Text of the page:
On July 31 Bishop José Rico Pavés, a bishop since 2012, was installed as the Bishop of Asidonia-Jerez (Jerez de la Frontera) Spain. His coat of arms is:
Generally speaking I think this is a nice coat of arms. The charges are clear and easy to discern and would be even if viewing the coat of arms greatly reduced, as on printed matter. The green portions of the lilies and the pomegranate don’t really break the tincture rule of no color on a color despite their being on a blue field because they are secondary additions to the primary charges (the blossoms of the lily and the fruit of the pomegranate themselves). Such little things can easily be tolerated.
The only real criticism I have is the notion of the anchor extending up onto the chief from the field. Charges, especially the principal charges like this one, aren’t supposed to overlap portions of the shield, especially in this instance where the shield is divided by having a chief. The chief itself is an ordinary and, as such, is considered to be placed over the upper portion of the blue field. Even if the anchor is blazoned as “overall” that doesn’t justify having it extend up to overlap the chief. In addition, it does actually violate the tincture rule of no metal on a metal since the whole body of the anchor is silver and it extends to a gold chief. Again, another good reason to have the anchor remain below the chief. Without counterchanging, it doesn’t really work so it comes off as a poor design decision.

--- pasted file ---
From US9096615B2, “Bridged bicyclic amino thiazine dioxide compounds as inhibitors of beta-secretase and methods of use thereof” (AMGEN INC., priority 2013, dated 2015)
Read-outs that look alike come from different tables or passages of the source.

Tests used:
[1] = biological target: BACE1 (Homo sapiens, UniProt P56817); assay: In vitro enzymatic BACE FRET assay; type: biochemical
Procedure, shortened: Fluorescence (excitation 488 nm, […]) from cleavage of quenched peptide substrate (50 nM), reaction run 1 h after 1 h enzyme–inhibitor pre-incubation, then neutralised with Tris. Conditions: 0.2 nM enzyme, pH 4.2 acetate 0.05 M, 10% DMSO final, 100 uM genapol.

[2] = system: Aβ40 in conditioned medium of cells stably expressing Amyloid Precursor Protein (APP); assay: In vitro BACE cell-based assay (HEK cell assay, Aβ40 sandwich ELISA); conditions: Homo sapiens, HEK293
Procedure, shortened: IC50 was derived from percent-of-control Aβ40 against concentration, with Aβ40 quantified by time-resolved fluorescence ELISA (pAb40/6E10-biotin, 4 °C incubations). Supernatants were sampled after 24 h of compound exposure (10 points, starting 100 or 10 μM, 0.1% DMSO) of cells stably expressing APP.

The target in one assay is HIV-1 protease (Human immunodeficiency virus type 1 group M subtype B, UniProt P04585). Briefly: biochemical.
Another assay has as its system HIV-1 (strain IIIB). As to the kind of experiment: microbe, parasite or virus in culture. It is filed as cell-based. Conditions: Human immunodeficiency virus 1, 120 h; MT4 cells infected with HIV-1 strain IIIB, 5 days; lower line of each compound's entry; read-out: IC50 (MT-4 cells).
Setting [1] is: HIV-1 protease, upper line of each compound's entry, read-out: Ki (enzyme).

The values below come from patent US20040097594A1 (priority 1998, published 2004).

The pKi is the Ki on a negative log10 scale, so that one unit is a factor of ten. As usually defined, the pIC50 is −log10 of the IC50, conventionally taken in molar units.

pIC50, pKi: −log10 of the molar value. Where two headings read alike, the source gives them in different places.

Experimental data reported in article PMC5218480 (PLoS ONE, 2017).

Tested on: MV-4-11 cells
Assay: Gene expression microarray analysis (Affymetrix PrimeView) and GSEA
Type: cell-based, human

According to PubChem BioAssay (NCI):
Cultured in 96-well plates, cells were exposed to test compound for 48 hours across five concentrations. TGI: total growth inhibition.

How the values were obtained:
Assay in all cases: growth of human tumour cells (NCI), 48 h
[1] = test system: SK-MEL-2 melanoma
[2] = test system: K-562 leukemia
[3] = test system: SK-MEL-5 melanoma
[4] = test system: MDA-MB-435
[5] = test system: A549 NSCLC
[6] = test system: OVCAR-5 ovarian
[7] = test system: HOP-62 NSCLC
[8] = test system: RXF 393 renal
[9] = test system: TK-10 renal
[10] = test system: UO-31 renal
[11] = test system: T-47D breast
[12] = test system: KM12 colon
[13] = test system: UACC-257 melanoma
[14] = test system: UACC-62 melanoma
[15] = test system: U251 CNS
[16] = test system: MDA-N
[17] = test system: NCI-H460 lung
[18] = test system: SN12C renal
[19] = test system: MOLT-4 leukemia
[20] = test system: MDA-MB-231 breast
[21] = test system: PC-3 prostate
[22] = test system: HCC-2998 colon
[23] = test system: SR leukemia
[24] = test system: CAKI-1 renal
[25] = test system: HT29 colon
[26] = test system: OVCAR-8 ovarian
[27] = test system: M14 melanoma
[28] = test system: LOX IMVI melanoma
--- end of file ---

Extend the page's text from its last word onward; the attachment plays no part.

I wonder why there is even a chief at all? Having the Sacred Heart on the anchor could have been enough justification to leave it red (on a silver anchor), or it could have been depicted all in gold and then the entire arms could have simply had a blue field.
Nevertheless, despite this one item, the rest of the coat of arms is, in my opinion, very nice.